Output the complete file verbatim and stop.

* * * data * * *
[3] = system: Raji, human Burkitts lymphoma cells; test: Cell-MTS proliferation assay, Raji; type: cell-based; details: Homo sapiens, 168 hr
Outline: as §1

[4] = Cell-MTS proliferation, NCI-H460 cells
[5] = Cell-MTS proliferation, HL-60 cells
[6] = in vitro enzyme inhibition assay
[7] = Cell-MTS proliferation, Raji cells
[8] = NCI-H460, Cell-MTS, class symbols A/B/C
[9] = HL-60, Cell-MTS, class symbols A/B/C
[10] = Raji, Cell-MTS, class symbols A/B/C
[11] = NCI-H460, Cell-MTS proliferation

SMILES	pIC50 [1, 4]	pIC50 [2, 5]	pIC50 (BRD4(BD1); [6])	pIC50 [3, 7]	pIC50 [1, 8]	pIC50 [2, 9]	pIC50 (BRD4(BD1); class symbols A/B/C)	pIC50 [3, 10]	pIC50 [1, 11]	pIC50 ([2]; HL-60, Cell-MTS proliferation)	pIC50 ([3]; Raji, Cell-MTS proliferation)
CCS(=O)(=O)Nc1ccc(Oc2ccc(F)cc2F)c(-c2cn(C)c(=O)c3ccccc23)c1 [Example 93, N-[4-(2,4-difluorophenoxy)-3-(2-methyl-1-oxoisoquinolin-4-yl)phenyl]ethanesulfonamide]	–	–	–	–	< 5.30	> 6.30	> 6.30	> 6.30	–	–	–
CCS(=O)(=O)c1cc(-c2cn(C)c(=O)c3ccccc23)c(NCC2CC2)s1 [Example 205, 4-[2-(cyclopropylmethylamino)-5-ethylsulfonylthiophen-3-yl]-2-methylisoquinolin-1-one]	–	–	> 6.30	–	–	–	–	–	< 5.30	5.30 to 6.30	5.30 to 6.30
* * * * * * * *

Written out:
[3] = system: Raji, human Burkitts lymphoma cells; test: Cell-MTS proliferation assay, Raji; type: cell-based; details: Homo sapiens, 168 hr
Outline: as §1

[4] = Cell-MTS proliferation, NCI-H460 cells
[5] = Cell-MTS proliferation, HL-60 cells
[6] = in vitro enzyme inhibition assay
[7] = Cell-MTS proliferation, Raji cells
[8] = NCI-H460, Cell-MTS, class symbols A/B/C
[9] = HL-60, Cell-MTS, class symbols A/B/C
[10] = Raji, Cell-MTS, class symbols A/B/C
[11] = NCI-H460, Cell-MTS proliferation

SMILES	pIC50 [1, 4]	pIC50 [2, 5]	pIC50 (BRD4(BD1); [6])	pIC50 [3, 7]	pIC50 [1, 8]	pIC50 [2, 9]	pIC50 (BRD4(BD1); class symbols A/B/C)	pIC50 [3, 10]	pIC50 [1, 11]	pIC50 ([2]; HL-60, Cell-MTS proliferation)	pIC50 ([3]; Raji, Cell-MTS proliferation)
CCS(=O)(=O)Nc1ccc(Oc2ccc(F)cc2F)c(-c2cn(C)c(=O)c3ccccc23)c1 [Example 93, N-[4-(2,4-difluorophenoxy)-3-(2-methyl-1-oxoisoquinolin-4-yl)phenyl]ethanesulfonamide]	–	–	–	–	< 5.30	> 6.30	> 6.30	> 6.30	–	–	–
CCS(=O)(=O)c1cc(-c2cn(C)c(=O)c3ccccc23)c(NCC2CC2)s1 [Example 205, 4-[2-(cyclopropylmethylamino)-5-ethylsulfonylthiophen-3-yl]-2-methylisoquinolin-1-one]	–	–	> 6.30	–	–	–	–	–	< 5.30	5.30 to 6.30	5.30 to 6.30